Are service area businesses that hide their address at a disadvantage on Google Maps? Businesses without an office for customers to visit should hide their address, according to Google, but many don't.
If you check the Google guidelines, it's stated pretty clearly that service area businesses should hide their address on Google Maps.
If you’re a service-area business, you should hide your business address from customers.
- For example, if you’re a plumber and run your business from your residential address, clear the address from your Business Profile.
Anyone that works in local SEO can tell you that plenty of folks are ignoring this rule. Are listings that ignore this guideline benefiting from higher rankings?
Does hiding an address hurt your rankings?
Although I haven't seen a comprehensive study on this, people have reported that their listings dropped in rank shortly after hiding their address. I hope I can dig into this phenomenon, and show whether or not there's a real penalty to hiding your address.
To study this, I gathered ranking data on 1,278 plumber listings across 10 different cities.
With enough data, we can compare similar listings, and attempt to isolate the address as a variable. We'll group listings according to some of the most important ranking factors, such as review count and rating.
There are obviously other factors at play as well, but I hope we can make a useful comparison with this process.
What are the risks of failing to hide your address?
In the other half of this experiment, we'll try to gauge the risk of using a residential address. To do this, I'll use the Spam Patrol feature of Persuaded.io to detect GMB listings that are using a residential address.
Although this doesn't directly gauge the risk of a suspension, we'll be able to see how commonly this is happening, which should provide a sense of how (in)frequent enforcement tends to be.
Looking for the oldest review on each listing can also act as a useful proxy for the age of the listing itself. This will provide another indicator of hard suspensions – if residential listings tend to lack older reviews, it may show that Google is suspending them at a higher rate.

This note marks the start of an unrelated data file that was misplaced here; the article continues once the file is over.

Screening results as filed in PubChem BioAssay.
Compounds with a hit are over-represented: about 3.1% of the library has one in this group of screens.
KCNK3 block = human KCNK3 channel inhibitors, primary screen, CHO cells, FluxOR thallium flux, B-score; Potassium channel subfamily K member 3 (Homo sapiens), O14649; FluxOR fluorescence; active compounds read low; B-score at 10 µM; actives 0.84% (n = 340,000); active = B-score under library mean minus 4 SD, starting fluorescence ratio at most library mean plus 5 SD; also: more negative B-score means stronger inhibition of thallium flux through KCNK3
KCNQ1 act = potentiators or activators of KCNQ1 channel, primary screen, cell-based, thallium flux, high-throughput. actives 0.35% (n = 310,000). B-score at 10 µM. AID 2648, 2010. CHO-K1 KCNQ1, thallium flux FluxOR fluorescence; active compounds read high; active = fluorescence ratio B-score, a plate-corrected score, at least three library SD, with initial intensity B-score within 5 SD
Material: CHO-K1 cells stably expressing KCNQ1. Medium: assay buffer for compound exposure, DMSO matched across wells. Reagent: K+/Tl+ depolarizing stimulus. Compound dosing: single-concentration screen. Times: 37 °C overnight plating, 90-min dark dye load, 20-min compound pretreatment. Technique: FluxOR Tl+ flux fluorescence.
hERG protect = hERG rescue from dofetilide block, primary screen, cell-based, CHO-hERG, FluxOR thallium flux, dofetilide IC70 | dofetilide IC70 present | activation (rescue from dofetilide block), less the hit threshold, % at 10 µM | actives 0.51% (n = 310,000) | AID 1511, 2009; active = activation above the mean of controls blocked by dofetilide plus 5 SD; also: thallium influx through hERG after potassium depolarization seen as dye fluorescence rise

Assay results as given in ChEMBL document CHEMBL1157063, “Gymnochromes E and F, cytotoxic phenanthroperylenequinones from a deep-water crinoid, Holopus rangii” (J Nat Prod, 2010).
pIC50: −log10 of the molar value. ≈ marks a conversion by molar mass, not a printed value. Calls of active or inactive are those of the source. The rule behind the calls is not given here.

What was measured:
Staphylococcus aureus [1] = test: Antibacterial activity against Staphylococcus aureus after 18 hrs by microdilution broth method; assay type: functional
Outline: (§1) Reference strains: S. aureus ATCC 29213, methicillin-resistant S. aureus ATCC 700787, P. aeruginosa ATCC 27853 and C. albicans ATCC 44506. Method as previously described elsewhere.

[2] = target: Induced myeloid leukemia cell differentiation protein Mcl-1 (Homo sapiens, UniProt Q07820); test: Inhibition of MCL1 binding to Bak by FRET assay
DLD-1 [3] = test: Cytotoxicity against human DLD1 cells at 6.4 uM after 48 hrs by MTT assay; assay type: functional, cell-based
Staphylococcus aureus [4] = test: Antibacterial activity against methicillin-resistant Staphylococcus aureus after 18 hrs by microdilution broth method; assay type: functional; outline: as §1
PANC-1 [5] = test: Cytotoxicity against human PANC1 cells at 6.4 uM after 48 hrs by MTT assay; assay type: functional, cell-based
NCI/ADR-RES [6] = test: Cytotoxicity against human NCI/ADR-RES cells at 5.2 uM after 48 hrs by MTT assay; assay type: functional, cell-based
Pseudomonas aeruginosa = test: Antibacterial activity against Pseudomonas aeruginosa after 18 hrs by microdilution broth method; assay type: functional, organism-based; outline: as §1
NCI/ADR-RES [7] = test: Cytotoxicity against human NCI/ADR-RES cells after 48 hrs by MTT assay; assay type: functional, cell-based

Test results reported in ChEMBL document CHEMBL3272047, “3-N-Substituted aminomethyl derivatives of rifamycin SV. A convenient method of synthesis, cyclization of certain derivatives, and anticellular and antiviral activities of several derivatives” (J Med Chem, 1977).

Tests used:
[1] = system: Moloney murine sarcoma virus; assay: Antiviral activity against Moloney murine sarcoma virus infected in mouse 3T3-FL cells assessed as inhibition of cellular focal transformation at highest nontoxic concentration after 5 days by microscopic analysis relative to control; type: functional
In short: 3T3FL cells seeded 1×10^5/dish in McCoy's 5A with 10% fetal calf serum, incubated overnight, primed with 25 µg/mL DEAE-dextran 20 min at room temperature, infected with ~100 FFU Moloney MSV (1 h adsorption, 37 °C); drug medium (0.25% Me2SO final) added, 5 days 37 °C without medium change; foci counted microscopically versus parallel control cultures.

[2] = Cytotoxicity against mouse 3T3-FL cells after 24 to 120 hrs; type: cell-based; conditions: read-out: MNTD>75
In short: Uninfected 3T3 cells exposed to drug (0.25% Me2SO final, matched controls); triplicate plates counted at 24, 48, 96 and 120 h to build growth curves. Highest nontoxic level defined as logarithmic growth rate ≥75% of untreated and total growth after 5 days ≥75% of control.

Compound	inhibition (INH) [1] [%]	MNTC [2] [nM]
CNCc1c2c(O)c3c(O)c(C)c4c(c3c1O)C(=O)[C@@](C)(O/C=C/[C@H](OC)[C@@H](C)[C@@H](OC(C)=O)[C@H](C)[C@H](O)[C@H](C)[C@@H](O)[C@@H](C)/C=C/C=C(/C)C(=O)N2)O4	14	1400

So what did we find?
Here are some of the basic overview findings before we dig deeper:
- Out of 1,278 listings, 254 had a hidden address.
- The median rank for listings with an address on Google Maps was 67.
- The median rank for an SAB on Google Maps was 74.
When checking the top 3 locations (averaged across the scanning grid) for the ten cities in this study, a SAB appeared only 3 times – that's 1.18% of the 254 SAB listings found.
Listings with an address displayed, however, appeared 27 times, giving 2.63% of those listings top billing.
How many times do SAB listings end up in the Map Pack? Listings with an address seem to perform quite a bit better here. When scanning in a grid, SABs rarely seem to appear in more than 2 or 3 Map Packs.
Is there any explanation for the lower SAB rankings?
Although the study could be bigger, there does seem to be a tendency for hidden address listings to rank lower.
It wouldn't be very thorough, however, to jump straight to concluding that hiding your address is going to tank your listing.
Can other factors, such as reviews, explain the difference?
Let's take a look at how review rating, as well as quantity of reviews, differs between the two types of listing. On average, the SAB listings in this study had a rating of 4.16, and 64 reviews in total. That's compared to a 4.07 and 87 reviews in total for listings with an address.
The website associated with a GMB listing is also an important factor. Just as a quick check, how many listings don't have a website at all? For listings with hidden addresses, 69.29% had a website, whereas 52.73% of listings with an address also had a website.
These factors don't seem to point to an obvious reason. Yes, the SAB results tended to have slightly fewer reviews, but their ratings were higher, and they also had a website more frequently.
How many listings with an address are operating from a residential address?
Amazingly enough, 380 of the listings with an address are operating out of a residential address, according to USPS data. Another 88 addresses can't be found at all in the USPS database. And finally, 13 of the listings appear to be claiming a virtual office as their address.
That puts us at 481 addresses, or almost half of all the listings with an address, that seem to be in violation of Google guidelines.
Just out of curiosity, what happens when we break down their rating, reviews, and ranking according to the type of address they're using?
|Address Type||Avg. Rating||Avg. Number of Reviews||Avg. Rank|
Listings using a residential address had fewer reviews and a lower rating on average, and yet seem to rank higher than hidden address listings.
What does it all mean?
It's hard not to conclude that hiding the address has a directly negative impact. I will hedge somewhat, and admit that I'd like to do a larger study that digs deeper into other factors that could be at play.
Aside from the ranking impact, it's also clear that abusing the address guidelines is a regular occurrence. Somewhere between a third and half of all listings seem to be in violation. Just from the sheer number of listings doing this, it's hard to imagine that Google is enforcing this very strictly.
The caveat here, as always, is that Google can change its behavior overnight – so don't take a lack of enforcement today as a guarantee for tomorrow.